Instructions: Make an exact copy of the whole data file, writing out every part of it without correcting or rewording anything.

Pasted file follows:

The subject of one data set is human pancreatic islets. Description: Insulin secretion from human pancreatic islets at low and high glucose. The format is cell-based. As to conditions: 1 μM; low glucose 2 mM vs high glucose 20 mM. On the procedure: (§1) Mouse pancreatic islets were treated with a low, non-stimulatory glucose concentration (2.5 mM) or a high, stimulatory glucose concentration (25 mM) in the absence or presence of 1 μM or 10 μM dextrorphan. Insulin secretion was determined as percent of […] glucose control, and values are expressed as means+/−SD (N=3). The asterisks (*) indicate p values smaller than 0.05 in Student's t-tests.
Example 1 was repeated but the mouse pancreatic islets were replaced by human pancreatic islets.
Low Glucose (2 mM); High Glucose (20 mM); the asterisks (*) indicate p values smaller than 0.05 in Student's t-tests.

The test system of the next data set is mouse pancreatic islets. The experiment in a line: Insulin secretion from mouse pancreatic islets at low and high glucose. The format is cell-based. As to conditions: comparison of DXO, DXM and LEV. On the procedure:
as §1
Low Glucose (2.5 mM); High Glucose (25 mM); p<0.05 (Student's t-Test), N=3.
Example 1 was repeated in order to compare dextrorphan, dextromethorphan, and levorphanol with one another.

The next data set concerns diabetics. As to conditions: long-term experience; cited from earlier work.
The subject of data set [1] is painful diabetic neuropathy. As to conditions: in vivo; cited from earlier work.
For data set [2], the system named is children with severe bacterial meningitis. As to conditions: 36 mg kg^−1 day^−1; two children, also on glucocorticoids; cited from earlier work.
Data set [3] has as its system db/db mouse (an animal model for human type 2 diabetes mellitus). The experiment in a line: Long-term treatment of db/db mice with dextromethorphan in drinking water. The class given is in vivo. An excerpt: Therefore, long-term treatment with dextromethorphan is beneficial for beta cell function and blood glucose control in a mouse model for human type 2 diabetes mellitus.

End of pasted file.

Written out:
The subject of one data set is human pancreatic islets. Description: Insulin secretion from human pancreatic islets at low and high glucose. The format is cell-based. As to conditions: 1 μM; low glucose 2 mM vs high glucose 20 mM. On the procedure: (§1) Mouse pancreatic islets were treated with a low, non-stimulatory glucose concentration (2.5 mM) or a high, stimulatory glucose concentration (25 mM) in the absence or presence of 1 μM or 10 μM dextrorphan. Insulin secretion was determined as percent of […] glucose control, and values are expressed as means+/−SD (N=3). The asterisks (*) indicate p values smaller than 0.05 in Student's t-tests.
Example 1 was repeated but the mouse pancreatic islets were replaced by human pancreatic islets.
Low Glucose (2 mM); High Glucose (20 mM); the asterisks (*) indicate p values smaller than 0.05 in Student's t-tests.

The test system of the next data set is mouse pancreatic islets. The experiment in a line: Insulin secretion from mouse pancreatic islets at low and high glucose. The format is cell-based. As to conditions: comparison of DXO, DXM and LEV. On the procedure:
as §1
Low Glucose (2.5 mM); High Glucose (25 mM); p<0.05 (Student's t-Test), N=3.
Example 1 was repeated in order to compare dextrorphan, dextromethorphan, and levorphanol with one another.

The next data set concerns diabetics. As to conditions: long-term experience; cited from earlier work.
The subject of data set [1] is painful diabetic neuropathy. As to conditions: in vivo; cited from earlier work.
For data set [2], the system named is children with severe bacterial meningitis. As to conditions: 36 mg kg^−1 day^−1; two children, also on glucocorticoids; cited from earlier work.
Data set [3] has as its system db/db mouse (an animal model for human type 2 diabetes mellitus). The experiment in a line: Long-term treatment of db/db mice with dextromethorphan in drinking water. The class given is in vivo. An excerpt: Therefore, long-term treatment with dextromethorphan is beneficial for beta cell function and blood glucose control in a mouse model for human type 2 diabetes mellitus.